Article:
Dante Gabriel Rossetti's narrative poem "The Staff and the Scrip" tells the story of a pilgrim who visits the land of one Queen Blanchelys and discovers that the land has been ravaged by the evil Duke Luke. The pilgrim visits the queen, with whom he apparently falls in love, and vows to defeat her enemy. He succeeds, but at the cost of his own life. Upon the pilgrim's death, the queen receives his staff and scrip (pouch), the standard equipment of the Christian pilgrim, and she keeps them as mementos of him:
Till night they hung above her bed,
Till morning wet with tears.
Year after year above her head
Her bed his token wears,
Five years, ten years.
This stanza begins at the time of the pilgrim's death but quickly flashes forward to five years later and ten years later, compressing all these widely separated times into one moment. This treatment of time resembles that of "The Passover in the Holy Family," but here it suggests that for the queen, the pilgrim's death has caused time to stop or to become meaningless. The two objects which represent her late beloved also lose whatever meaning they may have held:
And once she woke with a clear mind
That letters writ to calm
Her soul lay in the scrip; to find
Only a torpid balm
And dust of palm.
1. Given that the scrip appears in the title of the poem and that the pilgrim asks for the queen to receive it in the event of his death, the reader expects that this object will have some major significance. However, on opening the scrip the queen finds that it contains nothing of any importance; it has no apparent meaning. A similar pattern appears in "The Woodspurge," in which the title object of the poem also lacks meaning. Do the scrip and the woodspurge convey the same impression of meaninglessness, or do these two symbols differ in any way?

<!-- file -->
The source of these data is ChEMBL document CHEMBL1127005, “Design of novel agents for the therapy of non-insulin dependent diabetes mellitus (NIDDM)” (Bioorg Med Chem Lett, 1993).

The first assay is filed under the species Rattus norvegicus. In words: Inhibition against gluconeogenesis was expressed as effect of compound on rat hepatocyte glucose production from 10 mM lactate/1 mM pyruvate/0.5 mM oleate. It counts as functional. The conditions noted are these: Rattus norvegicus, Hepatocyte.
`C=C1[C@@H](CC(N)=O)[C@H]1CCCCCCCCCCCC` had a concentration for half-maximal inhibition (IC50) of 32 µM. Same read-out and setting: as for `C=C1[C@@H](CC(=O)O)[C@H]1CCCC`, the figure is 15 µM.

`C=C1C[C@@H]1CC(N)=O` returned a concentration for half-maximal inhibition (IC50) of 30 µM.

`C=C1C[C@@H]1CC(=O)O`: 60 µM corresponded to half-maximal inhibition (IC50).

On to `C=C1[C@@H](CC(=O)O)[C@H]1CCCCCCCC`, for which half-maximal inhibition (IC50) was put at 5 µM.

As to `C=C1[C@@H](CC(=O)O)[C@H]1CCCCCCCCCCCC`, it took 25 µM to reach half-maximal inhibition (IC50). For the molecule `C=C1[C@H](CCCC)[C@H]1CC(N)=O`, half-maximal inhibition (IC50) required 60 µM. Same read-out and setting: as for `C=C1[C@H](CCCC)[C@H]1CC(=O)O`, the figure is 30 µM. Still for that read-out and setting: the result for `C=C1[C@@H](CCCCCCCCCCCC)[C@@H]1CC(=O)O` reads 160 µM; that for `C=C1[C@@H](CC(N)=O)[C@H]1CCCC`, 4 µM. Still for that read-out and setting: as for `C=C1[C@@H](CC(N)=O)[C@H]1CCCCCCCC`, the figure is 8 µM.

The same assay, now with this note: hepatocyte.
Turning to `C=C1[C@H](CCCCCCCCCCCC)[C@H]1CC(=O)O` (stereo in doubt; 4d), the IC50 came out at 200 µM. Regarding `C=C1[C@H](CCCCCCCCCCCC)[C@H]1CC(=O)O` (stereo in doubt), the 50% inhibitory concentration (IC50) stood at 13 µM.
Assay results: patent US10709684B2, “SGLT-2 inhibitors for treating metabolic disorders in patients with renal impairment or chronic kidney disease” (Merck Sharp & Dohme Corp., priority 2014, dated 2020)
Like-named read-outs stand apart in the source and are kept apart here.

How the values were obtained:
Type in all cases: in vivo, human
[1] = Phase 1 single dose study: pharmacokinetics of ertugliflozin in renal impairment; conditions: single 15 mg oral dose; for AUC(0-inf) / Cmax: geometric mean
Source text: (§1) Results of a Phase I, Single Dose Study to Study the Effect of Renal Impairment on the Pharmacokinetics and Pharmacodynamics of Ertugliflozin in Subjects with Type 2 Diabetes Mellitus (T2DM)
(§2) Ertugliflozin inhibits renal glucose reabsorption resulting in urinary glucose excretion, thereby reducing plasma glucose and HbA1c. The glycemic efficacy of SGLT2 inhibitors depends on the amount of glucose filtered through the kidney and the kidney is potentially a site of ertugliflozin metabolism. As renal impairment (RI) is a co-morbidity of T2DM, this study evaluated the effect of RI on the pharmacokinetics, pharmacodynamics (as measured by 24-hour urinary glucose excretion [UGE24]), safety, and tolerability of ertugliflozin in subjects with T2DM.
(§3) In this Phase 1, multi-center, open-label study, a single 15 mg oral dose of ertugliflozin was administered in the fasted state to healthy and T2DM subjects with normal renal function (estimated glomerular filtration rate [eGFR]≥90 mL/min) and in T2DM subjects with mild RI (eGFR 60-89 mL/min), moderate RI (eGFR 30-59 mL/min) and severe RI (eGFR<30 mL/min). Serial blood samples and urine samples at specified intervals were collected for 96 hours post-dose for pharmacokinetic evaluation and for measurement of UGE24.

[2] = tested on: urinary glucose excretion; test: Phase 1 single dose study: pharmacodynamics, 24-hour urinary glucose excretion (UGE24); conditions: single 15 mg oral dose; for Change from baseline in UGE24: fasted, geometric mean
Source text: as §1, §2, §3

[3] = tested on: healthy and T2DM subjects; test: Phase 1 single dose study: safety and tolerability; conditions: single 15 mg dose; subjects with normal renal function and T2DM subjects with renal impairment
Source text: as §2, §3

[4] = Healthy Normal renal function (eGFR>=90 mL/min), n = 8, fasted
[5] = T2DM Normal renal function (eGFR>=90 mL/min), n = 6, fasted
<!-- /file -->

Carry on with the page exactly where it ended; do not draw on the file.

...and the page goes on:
2. At the end of the poem, Queen Blanchelys dies and joins her beloved in heaven. This seems a happy ending, but the queen's afterlife in heaven, like her life after the pilgrim's death, is completely timeless and stagnant: "Not tithed with days' and years' decease / He [God] pays the wage He owed, / But with imperishable peace [...]" How should we interpret this situation? Does this poem really end happily?
3. Does Queen Blanchelys represent an example of Rossetti's Fair Lady? Why does he name her "Blanchelys," which means "White Lily"?
4. "The Staff and the Scrip" revolves around a vow made to God, and ends with the hero and heroine receiving an eternal reward in heaven. However, Rossetti did not believe in the Christian faith, and the last line of the poem, "Thy jealous God," suggests a negative attitude toward that God. Does this poem have a religious message, and if so, what is it?
Last modified 14 October 2004